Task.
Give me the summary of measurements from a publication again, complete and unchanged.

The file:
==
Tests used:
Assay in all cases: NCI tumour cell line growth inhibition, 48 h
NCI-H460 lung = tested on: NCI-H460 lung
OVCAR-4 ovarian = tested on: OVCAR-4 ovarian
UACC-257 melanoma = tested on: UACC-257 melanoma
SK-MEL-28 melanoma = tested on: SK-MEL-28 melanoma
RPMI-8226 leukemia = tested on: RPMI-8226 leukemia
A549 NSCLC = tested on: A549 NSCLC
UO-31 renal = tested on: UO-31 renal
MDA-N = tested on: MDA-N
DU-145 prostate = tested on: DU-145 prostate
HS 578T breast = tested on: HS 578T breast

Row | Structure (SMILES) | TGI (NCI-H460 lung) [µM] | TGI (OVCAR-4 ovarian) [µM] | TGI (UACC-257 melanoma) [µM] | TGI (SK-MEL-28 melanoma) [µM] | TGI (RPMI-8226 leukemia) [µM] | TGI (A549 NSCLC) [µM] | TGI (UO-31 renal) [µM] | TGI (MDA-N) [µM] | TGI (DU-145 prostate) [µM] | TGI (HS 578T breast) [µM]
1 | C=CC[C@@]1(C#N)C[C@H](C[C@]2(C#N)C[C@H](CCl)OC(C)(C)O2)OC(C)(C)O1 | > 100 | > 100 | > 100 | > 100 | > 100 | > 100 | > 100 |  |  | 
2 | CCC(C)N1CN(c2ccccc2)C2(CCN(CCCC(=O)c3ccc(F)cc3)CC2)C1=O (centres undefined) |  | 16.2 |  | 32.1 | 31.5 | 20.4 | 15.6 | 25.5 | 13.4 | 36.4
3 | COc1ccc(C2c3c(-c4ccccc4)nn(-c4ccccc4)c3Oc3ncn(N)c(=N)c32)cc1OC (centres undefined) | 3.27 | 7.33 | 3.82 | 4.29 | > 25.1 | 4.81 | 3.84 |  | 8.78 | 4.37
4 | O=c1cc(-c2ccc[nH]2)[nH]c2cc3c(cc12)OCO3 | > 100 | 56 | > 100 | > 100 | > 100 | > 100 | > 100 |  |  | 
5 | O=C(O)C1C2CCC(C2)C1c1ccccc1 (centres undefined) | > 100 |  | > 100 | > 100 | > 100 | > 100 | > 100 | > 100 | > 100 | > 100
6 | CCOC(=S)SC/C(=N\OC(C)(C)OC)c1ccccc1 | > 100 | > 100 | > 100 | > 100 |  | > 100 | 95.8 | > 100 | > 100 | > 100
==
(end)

Tests used:
Assay in all cases: NCI tumour cell line growth inhibition, 48 h
NCI-H460 lung = tested on: NCI-H460 lung
OVCAR-4 ovarian = tested on: OVCAR-4 ovarian
UACC-257 melanoma = tested on: UACC-257 melanoma
SK-MEL-28 melanoma = tested on: SK-MEL-28 melanoma
RPMI-8226 leukemia = tested on: RPMI-8226 leukemia
A549 NSCLC = tested on: A549 NSCLC
UO-31 renal = tested on: UO-31 renal
MDA-N = tested on: MDA-N
DU-145 prostate = tested on: DU-145 prostate
HS 578T breast = tested on: HS 578T breast

Row | Structure (SMILES) | TGI (NCI-H460 lung) [µM] | TGI (OVCAR-4 ovarian) [µM] | TGI (UACC-257 melanoma) [µM] | TGI (SK-MEL-28 melanoma) [µM] | TGI (RPMI-8226 leukemia) [µM] | TGI (A549 NSCLC) [µM] | TGI (UO-31 renal) [µM] | TGI (MDA-N) [µM] | TGI (DU-145 prostate) [µM] | TGI (HS 578T breast) [µM]
1 | C=CC[C@@]1(C#N)C[C@H](C[C@]2(C#N)C[C@H](CCl)OC(C)(C)O2)OC(C)(C)O1 | > 100 | > 100 | > 100 | > 100 | > 100 | > 100 | > 100 |  |  | 
2 | CCC(C)N1CN(c2ccccc2)C2(CCN(CCCC(=O)c3ccc(F)cc3)CC2)C1=O (centres undefined) |  | 16.2 |  | 32.1 | 31.5 | 20.4 | 15.6 | 25.5 | 13.4 | 36.4
3 | COc1ccc(C2c3c(-c4ccccc4)nn(-c4ccccc4)c3Oc3ncn(N)c(=N)c32)cc1OC (centres undefined) | 3.27 | 7.33 | 3.82 | 4.29 | > 25.1 | 4.81 | 3.84 |  | 8.78 | 4.37
4 | O=c1cc(-c2ccc[nH]2)[nH]c2cc3c(cc12)OCO3 | > 100 | 56 | > 100 | > 100 | > 100 | > 100 | > 100 |  |  | 
5 | O=C(O)C1C2CCC(C2)C1c1ccccc1 (centres undefined) | > 100 |  | > 100 | > 100 | > 100 | > 100 | > 100 | > 100 | > 100 | > 100
6 | CCOC(=S)SC/C(=N\OC(C)(C)OC)c1ccccc1 | > 100 | > 100 | > 100 | > 100 |  | > 100 | 95.8 | > 100 | > 100 | > 100